And that is how Download Festival 2016 is shaping up so far. I doubt we will see another announcement before the end of the year but I would imagine there will be one in January. After the first three announcements (if you include the film), I felt a bit bummed out. Yes there were some good bands announced but nothing that made me say “OH MY GOD I NEED A TICKET NOW”. Honestly? There still isn’t anything that makes me say that. The bill overall following that big band announcement is a lot stronger, with Sunday being the standout day for me in terms of the undercard. There is an awful lot on the line up that I'd watch if I was there but wouldn't be bothered about missing if I wasn't. I’m not completely sold on the idea of going to Download next year, but am hoping something will be announced in the first announcement next year which will sway me. I’m also waiting to see if a few bands are playing the UK next year and if so, where. These bands are Metallica, Guns N’ Roses (with the rumour that Slash and Duff will be back in the band) and Weezer. A possible scenario right now would be GnR and Weezer turn up at Reading and play the same day – which would be all sorts of ace (unless they clashed, which would just be the worst). Anyway, Download Festival 2016 in my opinion is looking much better following that 32 band announcement than it did before it. 

Sunday, 1 November 2015

RWC 2015 - The Final Weekend: A Live Viewpoint

The 2015 Rugby World Cup has finished, and what a fantastic tournament it was. A lot of people covering the tournament have called it the best one yet and I would find it hard to disagree with that. The last two games of the tournament were the Bronze Medal match on Friday night between South Africa and Argentina and the main event – the World Cup Final between New Zealand and Australia. In previous posts I have covered a fair bit of what has happened in the games with some personal opinions thrown in there as well. This one will be a little bit different. I will still be covering what happened in the games, I will also discuss from my perspective of being at the two games. I had a ticket for the Bronze Medal match before the tournament began. However, I only got a ticket for the final on the Wednesday before the game.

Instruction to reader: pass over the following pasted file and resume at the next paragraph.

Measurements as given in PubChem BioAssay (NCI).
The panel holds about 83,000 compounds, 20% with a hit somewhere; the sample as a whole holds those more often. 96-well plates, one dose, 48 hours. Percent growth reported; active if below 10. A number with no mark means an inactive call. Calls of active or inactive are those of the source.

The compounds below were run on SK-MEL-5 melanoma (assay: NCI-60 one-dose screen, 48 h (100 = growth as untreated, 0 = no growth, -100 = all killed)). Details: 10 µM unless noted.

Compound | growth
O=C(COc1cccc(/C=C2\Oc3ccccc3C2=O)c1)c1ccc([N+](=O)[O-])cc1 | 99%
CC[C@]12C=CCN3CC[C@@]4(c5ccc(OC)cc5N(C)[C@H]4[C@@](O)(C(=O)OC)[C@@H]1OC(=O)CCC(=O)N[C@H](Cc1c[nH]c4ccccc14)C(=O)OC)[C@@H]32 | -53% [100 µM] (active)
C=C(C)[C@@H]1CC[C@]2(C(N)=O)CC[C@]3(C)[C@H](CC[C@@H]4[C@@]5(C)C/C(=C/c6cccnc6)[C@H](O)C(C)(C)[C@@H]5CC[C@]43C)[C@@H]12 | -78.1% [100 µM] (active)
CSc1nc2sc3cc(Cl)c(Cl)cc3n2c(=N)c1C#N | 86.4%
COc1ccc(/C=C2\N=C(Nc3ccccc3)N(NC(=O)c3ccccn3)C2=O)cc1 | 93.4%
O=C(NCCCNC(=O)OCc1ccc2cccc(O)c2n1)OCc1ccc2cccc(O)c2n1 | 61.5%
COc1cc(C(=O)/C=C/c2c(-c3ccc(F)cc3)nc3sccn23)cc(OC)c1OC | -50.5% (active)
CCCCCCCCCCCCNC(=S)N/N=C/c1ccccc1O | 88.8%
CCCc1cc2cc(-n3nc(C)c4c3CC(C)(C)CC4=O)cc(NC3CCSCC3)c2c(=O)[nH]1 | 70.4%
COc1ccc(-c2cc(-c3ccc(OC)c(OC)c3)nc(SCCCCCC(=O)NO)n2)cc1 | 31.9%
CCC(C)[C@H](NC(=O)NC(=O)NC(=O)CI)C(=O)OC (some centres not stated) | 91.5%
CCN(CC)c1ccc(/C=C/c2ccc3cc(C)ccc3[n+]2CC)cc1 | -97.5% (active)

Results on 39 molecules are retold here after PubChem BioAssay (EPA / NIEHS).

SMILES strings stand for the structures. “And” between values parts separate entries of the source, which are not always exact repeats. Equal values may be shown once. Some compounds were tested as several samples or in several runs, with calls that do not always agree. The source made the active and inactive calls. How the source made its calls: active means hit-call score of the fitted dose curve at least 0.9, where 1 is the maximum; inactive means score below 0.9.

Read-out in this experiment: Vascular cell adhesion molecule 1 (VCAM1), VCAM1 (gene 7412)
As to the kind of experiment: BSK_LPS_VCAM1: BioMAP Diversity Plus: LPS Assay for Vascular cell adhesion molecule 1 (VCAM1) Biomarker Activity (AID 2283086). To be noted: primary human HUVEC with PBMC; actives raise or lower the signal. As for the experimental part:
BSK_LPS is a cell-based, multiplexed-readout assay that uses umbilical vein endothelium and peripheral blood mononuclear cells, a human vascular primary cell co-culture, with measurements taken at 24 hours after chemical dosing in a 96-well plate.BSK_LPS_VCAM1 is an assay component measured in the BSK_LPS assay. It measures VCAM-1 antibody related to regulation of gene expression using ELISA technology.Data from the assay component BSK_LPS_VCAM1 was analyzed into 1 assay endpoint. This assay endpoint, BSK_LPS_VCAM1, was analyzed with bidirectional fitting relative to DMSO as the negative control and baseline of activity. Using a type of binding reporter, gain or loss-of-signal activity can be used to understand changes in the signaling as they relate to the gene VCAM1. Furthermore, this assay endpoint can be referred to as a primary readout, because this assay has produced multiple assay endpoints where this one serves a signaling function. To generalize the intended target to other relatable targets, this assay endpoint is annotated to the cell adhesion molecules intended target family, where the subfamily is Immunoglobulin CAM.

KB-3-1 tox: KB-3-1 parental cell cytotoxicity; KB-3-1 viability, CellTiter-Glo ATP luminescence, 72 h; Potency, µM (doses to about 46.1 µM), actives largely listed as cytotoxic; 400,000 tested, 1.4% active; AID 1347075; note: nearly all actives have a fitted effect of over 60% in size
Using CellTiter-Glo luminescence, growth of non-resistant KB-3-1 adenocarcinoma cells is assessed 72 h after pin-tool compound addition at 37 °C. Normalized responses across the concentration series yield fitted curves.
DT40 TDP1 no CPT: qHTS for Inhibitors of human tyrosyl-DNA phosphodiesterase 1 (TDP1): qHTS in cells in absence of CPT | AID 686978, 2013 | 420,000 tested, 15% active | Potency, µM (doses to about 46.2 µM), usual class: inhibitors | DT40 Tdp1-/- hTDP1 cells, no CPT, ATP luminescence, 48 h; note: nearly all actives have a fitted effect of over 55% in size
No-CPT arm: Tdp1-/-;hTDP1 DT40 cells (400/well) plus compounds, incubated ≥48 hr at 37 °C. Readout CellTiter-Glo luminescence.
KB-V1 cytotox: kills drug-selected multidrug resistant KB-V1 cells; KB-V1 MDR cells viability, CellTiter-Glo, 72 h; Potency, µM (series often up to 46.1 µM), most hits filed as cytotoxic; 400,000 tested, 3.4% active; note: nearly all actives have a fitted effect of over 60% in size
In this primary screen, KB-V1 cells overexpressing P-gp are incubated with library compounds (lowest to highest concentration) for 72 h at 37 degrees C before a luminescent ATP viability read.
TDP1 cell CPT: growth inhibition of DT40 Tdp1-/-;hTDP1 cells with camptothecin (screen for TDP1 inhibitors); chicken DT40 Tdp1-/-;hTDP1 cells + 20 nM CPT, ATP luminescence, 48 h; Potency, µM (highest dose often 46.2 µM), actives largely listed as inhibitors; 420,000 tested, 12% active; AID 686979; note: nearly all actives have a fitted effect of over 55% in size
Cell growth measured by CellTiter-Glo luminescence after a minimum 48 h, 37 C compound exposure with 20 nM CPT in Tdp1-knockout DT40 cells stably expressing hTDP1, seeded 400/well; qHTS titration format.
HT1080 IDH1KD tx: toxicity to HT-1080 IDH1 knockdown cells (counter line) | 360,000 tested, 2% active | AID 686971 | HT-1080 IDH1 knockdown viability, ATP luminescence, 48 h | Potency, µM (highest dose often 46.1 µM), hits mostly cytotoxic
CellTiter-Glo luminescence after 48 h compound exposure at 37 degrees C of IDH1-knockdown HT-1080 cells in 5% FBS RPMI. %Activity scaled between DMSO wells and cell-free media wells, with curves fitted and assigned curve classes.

I received an email from the tournament organisers talking about events that had occurred at the tournament and building up to the last two games. Towards the end of this email, there was a link to the ticketing website saying if any tickets had been put up for resale for the two games, they would be available online straight away so keep checking back. I did this, expecting to only see tickets left for the Bronze Medal match and to my surprise, there were tickets left for the final. The tickets that were available were in the two most expensive categories (£715 and £515 respectively) and as much as I couldn’t afford to spend £515 on a ticket, I was giving it some serious consideration. After all, how many chances at going to a World Cup Final are you going to get? Well, one every four years technically I guess. However, being realistic, this was a once in a lifetime opportunity for me. I pondered on this decision for several hours before deciding I just couldn’t afford to spend that much money on a ticket. I continued to refresh and on occasion, the website was showing availability for tickets in the next price category down (£315), but every time I opened up the window to buy, it was saying there were no tickets available. It then started to do this for the cheapest ticket category (£150) which was very annoying. I continued to try and as luck would have it, a £150 ticket appeared in my basket. In a bit of a frenzied panic, I rushed through the purchase options and secured a ticket. The confirmation email came through and I was a very happy man (a mild understatement actually but still).